“Mr Cohen presents an unhappy prediction for life after May 2015: With Labour’s “core” voters offering their votes to the Green Party – a futile gesture […]”

    It isn’t futile if it’s the only way to get the message across that Ed M is too right wing or in’t the right man for the job.

    From your piece on Ed Balls’ policy announcements the other day, maybe Labour are finally getting the ‘too right wing’ message (though it still has me beat as to why right wingers would join Labour in the first place) from the people but that doesn’t address the Miliband issue. Nothing he does or says looks or sounds right, like he’s a 99% accurate robot replica of a human; he fumbles the ball with Myleene Klass (one thing Miliband should be good at is debate, especially against her likes). Then there was the whole white van/Ingerlund/respect hoo-haa… He even looked a bit of a spod just eating a sammidge, for crying out loud. Irony is, he seems like a genuinely nice bloke and by some distance the cleverest of the party leaders. Maybe that’s partly the issue? He’s that kid at school who always got A grades but didn’t fit in anywhere.

    I’ll be looking at local polls carefully next year and looking for decent Labour policies re the DWP/benefits/workfare etc. If UKIP or the scum look like taking a run at the sitting Labour MP then I will, against my better judgement and only because it’s an emergency, vote Labour.

    Then I hope he can find a way of neutering the press bias against Labour. Cameron and Gidiot could be found out as the child murdering MPs and the Mail (and the BBC) wouldn’t even mention it, focusing instead on MIliband stumbling slightly on a bit loose carpet.

    • Mike Sivier November 23, 2014 at 5:20 pm - Reply

      Right-wingers would join Labour to undermine the party from within. It has worked rather well, don’t you think? Public distrust of Labour, even when it announces excellent policies, is running high.

  4. jaypot2012 November 23, 2014 at 3:37 pm - Reply

    And we the people have let it get this far – if people got out of their chairs and went to vote then we wouldn’t have has this coalition or be looking at another one between Con/Ukip.
    We deserve all we get for letting the 1% run roughshod over the 99%!

  5. Damien Willey November 23, 2014 at 3:54 pm - Reply

    Changing your mind from Labour to Green is not a futile gesture if it gains momentum – the longer Labour remains tory-lite in its policies, the more of its socialist core vote will desert it. In England we don’t have an SNP, or a Plaid Cymru to vote for, so the only socialist option left is the greens – and look how they’re growing….

    • Mike Sivier November 23, 2014 at 5:24 pm - Reply

      Who says Labour are Tory-lite? The right-wing mass media and Labour’s political opponents. And you’re supposed to believe them. Interesting, that, isn’t it?
      As I mentioned to Jeff Scarisbrook-Wright, the time for disillusioned Labour supporters to vote Green is when there’s already a Labour government, not when you’ve had five years of Tories and are in danger of having five more. You need to destroy the Tory threat before undermining their only serious opposition. By all means, vote Green if you’re in a Tory or Lib Dem heartland. But don’t do anything stupid and let the Conservatives back in.
      Would you want to take responsibility for all the deaths that would follow?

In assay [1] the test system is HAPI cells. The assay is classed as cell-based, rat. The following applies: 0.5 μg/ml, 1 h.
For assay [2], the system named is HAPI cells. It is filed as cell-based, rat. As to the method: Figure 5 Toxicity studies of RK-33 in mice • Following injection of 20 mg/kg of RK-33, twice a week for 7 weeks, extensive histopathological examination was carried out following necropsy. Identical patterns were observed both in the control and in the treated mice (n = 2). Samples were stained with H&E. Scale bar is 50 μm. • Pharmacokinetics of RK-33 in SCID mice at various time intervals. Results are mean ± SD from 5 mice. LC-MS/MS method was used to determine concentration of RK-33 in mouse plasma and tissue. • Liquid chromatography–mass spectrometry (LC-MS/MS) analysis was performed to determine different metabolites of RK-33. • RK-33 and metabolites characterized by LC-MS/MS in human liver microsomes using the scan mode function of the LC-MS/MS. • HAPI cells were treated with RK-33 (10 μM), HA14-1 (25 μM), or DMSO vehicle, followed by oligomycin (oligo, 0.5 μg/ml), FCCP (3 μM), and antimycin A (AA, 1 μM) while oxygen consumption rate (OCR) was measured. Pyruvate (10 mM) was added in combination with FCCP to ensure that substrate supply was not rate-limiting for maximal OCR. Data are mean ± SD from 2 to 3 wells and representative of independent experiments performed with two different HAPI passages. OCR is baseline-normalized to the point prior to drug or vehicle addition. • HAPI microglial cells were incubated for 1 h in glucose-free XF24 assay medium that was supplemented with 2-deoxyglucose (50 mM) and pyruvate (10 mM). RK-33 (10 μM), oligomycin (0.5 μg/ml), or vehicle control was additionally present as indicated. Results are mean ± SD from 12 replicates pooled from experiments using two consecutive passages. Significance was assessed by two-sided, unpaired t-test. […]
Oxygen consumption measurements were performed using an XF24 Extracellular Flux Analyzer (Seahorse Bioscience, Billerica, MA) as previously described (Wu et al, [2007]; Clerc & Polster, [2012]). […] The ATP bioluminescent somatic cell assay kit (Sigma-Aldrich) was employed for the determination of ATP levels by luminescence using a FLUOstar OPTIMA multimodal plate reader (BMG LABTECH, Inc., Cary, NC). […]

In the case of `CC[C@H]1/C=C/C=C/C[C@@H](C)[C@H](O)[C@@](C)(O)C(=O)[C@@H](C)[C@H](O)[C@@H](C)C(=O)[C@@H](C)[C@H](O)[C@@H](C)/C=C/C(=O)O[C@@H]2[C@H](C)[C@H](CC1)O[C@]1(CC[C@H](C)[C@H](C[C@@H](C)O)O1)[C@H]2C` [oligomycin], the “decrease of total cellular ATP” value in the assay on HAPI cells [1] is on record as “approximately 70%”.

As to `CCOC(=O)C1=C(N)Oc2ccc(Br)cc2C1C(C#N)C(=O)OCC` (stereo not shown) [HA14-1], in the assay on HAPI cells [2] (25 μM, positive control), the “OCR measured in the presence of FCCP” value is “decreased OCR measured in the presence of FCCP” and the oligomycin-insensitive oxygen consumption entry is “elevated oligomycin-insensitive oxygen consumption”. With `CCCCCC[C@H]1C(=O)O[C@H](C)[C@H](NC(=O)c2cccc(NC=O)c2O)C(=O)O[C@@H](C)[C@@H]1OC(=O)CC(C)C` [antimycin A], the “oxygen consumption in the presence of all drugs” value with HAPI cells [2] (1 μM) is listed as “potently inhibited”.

6. Michelle November 23, 2014 at 5:06 pm - Reply

    The pulling towards fascism comes in many guises – the excessive coverage for Ukippers which artificially frames debate while ignoring the sensible discussion of policies is such a concern, as well as the fear the other party leaders seem to demonstrate for UKIP confrontation. Thanks to you for this post.

  7. Nick November 23, 2014 at 6:18 pm - Reply

    Cameron only wonts power for powers sake like they all do the trouble is they cant make a case for genuine decent politics as they have no experiences of how others live much less so those from overseas

    until someone like myself who has a wide worldwide understanding of others gets into running this country then uk politics will just larch further to the right with the world going full tilt downhill

    there are decent people out there like myself as i know of many but they would have never ever given politics a thought

    what i would like to say through this blog is if that your decent and honest then you owe it to mankind to rid the world of the likes of Cameron and co forget about working overseas in the charity arena as wonderful as that it we need someone back here leading as failure to do so could end up killing us all in the long term

  8. Nick November 23, 2014 at 6:24 pm - Reply

    mike can you remove the confirm follow as i tick the box subscribe on this blog and then get an email to confirm which is a pain

    • Mike Sivier November 23, 2014 at 6:36 pm - Reply

      Not sure I can, I’m afraid – it’s an automated process.

  9. Jim Round November 23, 2014 at 7:54 pm - Reply

    I have said before that I am unsure if people would vote for a socialist government, I know that from reading the comments on HYS far too many are of the belief that Labour caused the recession and they caused the increase in the national debt.
    There is a biased MSM, run by those who see anything as a threat to neoliberalism and their business model as an easy thing to attack.
    A strong leader is needed to stand up to Murdoch, Dacre etc…no matter what the consequences.

  10. Michelle November 24, 2014 at 9:57 am - Reply

    FYI on a related note – at a UN plenary vote last week the UK abstained on combating the glorification of Nazism and other practices that fuel racism: http://www.un.org/en/ga/third/69/docs/voting_sheets/L56.Rev1.pdf